Thought of the Week: Achareir Mos-Kedoshim - 5780


We as a nation are blessed with many Holidays.  They are mentioned in several places in the Torah.  In most cases, the text states a date and after that the unique laws and Mitzvot of the days are listed.  In this week’s Paresha, we find an exception to the rule.  After a detailed explanation of a special service performed by the High Priest, we are told that all of the aforementioned ritual is to be done on the tenth day of the seventh month, namely on Yom Kippur. 

So the obvious questioned to ask is, why the Paresha does not begin with the date?  Why only at the end are we told that it is to be done on Yom Kippur?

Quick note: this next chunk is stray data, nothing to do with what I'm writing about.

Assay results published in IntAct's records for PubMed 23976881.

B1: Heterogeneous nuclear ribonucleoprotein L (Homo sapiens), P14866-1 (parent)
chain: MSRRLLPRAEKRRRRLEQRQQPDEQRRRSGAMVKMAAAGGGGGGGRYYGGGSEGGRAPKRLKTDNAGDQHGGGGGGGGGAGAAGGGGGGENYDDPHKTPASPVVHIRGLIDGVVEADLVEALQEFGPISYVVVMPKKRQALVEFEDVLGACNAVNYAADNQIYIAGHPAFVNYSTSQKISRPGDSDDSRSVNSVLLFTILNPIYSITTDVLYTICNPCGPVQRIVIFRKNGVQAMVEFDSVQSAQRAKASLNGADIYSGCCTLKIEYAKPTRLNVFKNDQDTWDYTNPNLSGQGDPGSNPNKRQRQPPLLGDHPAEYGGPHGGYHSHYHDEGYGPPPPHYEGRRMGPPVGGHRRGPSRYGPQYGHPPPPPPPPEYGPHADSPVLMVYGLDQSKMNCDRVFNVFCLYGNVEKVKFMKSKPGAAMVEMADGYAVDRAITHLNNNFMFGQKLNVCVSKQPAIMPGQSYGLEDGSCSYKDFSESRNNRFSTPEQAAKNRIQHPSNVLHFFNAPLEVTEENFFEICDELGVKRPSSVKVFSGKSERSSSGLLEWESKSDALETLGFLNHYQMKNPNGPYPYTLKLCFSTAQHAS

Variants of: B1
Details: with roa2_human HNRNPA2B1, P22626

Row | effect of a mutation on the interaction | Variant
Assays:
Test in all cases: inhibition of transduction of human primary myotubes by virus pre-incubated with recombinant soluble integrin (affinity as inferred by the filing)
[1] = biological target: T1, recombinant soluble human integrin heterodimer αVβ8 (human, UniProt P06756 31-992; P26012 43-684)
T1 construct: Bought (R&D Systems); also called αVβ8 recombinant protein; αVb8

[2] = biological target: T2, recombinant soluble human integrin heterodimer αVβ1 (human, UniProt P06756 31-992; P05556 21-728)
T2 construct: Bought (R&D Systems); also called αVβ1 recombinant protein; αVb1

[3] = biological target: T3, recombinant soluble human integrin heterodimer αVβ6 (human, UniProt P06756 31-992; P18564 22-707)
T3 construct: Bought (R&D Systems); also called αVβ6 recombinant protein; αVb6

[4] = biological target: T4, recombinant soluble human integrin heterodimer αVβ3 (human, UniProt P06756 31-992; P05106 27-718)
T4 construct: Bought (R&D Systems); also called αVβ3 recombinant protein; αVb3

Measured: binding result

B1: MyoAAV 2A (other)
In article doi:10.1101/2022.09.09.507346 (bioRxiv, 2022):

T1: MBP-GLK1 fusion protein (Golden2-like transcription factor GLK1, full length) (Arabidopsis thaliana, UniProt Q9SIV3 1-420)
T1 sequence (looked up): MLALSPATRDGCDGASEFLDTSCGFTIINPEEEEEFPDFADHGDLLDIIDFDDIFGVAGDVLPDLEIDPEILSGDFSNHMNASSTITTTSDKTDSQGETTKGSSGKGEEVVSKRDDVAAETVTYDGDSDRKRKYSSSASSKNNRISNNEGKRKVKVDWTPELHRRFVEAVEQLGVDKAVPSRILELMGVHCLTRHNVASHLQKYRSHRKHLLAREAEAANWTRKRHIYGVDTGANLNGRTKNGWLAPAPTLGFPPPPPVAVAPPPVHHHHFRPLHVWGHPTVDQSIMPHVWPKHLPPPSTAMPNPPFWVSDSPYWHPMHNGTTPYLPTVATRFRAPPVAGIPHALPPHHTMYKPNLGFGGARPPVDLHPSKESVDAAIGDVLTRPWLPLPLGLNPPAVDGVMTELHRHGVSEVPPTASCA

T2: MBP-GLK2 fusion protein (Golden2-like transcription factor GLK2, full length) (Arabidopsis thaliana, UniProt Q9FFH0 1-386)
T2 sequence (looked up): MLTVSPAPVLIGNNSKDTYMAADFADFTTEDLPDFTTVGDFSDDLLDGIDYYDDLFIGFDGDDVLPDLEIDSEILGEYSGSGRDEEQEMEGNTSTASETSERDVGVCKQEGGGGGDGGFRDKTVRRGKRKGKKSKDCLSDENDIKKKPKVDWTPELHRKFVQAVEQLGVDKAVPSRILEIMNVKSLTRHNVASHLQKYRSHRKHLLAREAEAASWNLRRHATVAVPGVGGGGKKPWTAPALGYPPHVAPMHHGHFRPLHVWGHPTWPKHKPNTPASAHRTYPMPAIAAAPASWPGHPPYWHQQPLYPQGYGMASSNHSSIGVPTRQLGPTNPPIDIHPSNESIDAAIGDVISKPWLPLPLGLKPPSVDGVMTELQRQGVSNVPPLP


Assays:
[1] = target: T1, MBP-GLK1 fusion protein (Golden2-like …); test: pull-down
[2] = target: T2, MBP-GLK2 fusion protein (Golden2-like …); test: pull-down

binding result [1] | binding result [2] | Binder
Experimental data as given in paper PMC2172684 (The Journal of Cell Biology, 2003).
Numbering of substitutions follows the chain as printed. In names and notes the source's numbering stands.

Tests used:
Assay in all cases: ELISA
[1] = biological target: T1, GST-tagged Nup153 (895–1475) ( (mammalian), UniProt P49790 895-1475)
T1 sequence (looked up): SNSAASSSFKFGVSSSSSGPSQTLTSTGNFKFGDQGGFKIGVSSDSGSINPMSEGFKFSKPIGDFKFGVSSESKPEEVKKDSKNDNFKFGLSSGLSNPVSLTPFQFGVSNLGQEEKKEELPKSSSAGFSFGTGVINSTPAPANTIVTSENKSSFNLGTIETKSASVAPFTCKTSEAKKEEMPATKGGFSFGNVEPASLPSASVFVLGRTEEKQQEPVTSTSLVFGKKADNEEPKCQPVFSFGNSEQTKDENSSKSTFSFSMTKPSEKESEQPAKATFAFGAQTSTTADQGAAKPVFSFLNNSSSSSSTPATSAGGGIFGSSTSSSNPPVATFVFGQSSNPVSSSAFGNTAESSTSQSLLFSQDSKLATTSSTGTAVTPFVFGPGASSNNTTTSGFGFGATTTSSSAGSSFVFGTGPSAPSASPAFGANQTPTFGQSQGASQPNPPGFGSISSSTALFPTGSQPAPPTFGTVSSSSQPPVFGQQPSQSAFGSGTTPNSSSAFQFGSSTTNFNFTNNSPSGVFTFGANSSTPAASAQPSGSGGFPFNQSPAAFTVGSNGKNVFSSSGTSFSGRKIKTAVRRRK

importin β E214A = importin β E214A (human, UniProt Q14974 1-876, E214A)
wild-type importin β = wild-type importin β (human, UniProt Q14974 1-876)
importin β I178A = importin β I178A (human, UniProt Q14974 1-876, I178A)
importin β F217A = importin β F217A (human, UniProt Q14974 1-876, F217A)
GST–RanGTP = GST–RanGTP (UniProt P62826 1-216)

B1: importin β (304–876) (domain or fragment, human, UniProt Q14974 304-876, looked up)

When it comes to all Mitzvot that are bound by time, the action on the wrong date serves no purpose.  For example: eating Matzah on Chanukah is not considered a good deed done for religious duty.  Thus, a Mitzvah not on its designated date is unnecessary (and in some cases even wrong).  However, the special Mitzvah of Yom Kippur-Teshuva (Repentance) is worthy and beneficial at any time.  

Thus, although Teshuva on Yom Kippur is far more powerful than at any other time, the Torah wants us to view it as a good practice at any time and does not introduce it as one that is limited to a specific date.

Shabbat Shalom